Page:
Technicians at Vandenberg Air Force Base's Space Launch Complex 2 are filling the stage a hydrazine propellant mixture and nitrogen tetroxide oxidizer. The fuels will power the stage's Aerojet-made main engine during the two firings needed to deliver the NOAA-N Prime weather satellite into polar orbit.

The Launch Readiness Review will be held on Monday morning for senior management to discuss the progress of pre-flight work, any technical issues and the status of the rocket, payload and ground support systems. The meeting concludes with officials giving the formal approval to proceed with Wednesday's launch, assuming there are no outstanding problems.

Other activities planned for Monday include testing of the Delta 2 rocket's guidance system and the Range Safety equipment and a steering check of the vehicle's hydraulics.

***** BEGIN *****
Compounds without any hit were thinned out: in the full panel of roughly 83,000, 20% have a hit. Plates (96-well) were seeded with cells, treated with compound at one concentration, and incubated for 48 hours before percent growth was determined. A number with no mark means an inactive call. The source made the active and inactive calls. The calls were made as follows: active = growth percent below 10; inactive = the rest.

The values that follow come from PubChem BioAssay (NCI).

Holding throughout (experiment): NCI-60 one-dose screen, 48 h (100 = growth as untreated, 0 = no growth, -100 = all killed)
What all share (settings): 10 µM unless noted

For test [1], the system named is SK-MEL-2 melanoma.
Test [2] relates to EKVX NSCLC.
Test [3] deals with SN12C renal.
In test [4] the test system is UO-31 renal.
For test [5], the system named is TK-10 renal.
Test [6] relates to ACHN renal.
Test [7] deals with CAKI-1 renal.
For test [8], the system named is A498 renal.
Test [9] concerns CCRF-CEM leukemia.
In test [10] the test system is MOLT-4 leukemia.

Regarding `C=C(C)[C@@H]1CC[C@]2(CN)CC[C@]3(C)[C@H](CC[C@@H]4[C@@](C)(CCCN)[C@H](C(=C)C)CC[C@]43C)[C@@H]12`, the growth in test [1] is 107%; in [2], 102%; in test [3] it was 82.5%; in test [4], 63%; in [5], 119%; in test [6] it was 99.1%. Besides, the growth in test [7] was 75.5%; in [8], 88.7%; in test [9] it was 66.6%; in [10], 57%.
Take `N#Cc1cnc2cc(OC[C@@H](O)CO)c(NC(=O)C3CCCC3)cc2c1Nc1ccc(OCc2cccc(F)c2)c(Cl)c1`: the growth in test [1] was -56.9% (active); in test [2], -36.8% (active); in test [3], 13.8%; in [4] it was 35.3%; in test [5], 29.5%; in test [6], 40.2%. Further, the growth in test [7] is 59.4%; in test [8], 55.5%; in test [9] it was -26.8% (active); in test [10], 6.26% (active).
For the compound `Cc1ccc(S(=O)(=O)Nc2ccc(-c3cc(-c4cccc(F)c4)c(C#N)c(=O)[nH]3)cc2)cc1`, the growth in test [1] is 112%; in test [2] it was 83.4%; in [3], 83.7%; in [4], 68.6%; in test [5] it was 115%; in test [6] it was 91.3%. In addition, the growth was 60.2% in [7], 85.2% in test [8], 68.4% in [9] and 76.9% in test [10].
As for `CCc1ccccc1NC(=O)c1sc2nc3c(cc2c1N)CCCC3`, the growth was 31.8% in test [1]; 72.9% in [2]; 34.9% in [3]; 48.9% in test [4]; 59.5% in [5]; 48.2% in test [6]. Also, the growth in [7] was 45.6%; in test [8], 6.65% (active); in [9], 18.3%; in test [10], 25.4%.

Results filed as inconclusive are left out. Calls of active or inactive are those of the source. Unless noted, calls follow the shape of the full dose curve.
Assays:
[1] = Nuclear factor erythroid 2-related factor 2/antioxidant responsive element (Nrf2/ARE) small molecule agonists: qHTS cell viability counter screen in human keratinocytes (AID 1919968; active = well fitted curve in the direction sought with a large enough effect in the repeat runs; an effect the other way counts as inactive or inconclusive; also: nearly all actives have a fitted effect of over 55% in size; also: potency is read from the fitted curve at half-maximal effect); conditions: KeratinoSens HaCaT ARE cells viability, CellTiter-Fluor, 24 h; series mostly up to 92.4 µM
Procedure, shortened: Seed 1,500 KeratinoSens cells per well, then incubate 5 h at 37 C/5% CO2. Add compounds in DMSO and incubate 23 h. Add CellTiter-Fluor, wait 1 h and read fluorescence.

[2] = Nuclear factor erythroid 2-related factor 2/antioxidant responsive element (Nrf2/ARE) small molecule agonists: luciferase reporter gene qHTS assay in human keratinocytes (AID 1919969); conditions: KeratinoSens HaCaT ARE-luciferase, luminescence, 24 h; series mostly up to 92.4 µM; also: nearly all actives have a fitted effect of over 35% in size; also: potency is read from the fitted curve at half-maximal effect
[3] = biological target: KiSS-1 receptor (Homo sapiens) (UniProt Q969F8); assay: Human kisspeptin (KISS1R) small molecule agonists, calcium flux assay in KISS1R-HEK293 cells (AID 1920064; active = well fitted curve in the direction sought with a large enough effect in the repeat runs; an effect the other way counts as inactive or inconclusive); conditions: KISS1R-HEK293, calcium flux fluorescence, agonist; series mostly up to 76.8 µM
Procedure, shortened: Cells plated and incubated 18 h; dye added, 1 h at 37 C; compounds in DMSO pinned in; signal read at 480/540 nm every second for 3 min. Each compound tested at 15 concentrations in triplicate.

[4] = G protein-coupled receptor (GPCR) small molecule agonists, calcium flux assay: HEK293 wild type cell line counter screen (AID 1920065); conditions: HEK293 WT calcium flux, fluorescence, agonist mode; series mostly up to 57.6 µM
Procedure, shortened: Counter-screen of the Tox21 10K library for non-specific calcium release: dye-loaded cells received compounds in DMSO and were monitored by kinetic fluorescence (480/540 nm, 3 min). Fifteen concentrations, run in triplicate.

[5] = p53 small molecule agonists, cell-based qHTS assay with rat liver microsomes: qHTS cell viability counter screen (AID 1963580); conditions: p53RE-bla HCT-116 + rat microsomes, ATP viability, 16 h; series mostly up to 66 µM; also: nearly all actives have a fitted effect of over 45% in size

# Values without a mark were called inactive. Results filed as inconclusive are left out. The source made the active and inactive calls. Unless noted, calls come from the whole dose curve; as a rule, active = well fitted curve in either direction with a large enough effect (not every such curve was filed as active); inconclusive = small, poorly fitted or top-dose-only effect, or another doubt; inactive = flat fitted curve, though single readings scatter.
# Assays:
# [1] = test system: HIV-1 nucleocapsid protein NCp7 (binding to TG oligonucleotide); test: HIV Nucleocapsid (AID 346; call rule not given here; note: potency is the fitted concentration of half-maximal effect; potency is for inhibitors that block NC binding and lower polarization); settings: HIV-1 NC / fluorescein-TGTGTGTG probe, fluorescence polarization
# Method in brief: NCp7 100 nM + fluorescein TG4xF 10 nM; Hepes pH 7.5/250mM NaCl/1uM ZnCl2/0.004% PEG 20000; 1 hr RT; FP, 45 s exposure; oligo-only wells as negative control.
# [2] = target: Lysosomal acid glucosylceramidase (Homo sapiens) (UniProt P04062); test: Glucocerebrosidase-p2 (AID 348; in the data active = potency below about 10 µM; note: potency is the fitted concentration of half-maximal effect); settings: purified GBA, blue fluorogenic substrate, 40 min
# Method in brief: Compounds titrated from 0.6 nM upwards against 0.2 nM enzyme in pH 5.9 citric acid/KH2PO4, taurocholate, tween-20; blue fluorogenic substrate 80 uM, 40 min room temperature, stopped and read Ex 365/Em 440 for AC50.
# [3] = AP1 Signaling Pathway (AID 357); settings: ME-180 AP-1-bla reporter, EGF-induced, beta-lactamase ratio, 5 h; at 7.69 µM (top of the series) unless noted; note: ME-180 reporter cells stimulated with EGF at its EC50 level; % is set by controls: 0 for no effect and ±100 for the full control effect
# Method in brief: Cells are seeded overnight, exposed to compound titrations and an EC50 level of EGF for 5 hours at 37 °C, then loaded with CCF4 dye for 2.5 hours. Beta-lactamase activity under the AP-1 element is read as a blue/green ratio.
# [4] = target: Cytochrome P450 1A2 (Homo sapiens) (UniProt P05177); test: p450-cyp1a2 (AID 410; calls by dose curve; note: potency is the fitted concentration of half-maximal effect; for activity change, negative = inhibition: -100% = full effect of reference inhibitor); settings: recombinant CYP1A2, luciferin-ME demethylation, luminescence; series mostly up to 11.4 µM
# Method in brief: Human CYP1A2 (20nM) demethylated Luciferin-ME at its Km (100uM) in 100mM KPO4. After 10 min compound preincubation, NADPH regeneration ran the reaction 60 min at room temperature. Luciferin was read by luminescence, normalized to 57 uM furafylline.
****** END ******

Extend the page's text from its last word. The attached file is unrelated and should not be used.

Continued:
Closeouts of the rocket's compartments will continue through Tuesday, leading to retraction of the mobile service gantry around 5:30 p.m. local time (8:30 p.m. EST).

The early weather outlook predicts generally favorable conditions for Wednesday's launch, but becoming less favorable the following day due to an approaching low pressure system, a NASA spokesman said.

FRIDAY, JANUARY 30, 2009

The Delta 2 rocket and its civilian weather satellite cargo passed the Flight Readiness Review on Thursday, and a countdown dress rehearsal is underway today to practice launch day scripts and procedures.

"There are no issues or concerns toward completing final launch preparations," NASA says.

The NOAA-N Prime spacecraft was enclosed within the rocket's 10-foot diameter nose cone earlier this week. Final testing of the satellite is scheduled for today.

Launch remains targeted for 2:22 a.m. local time (5:22 a.m. EST; 1022 GMT) on Wednesday from Vandenberg Air Force Base in California.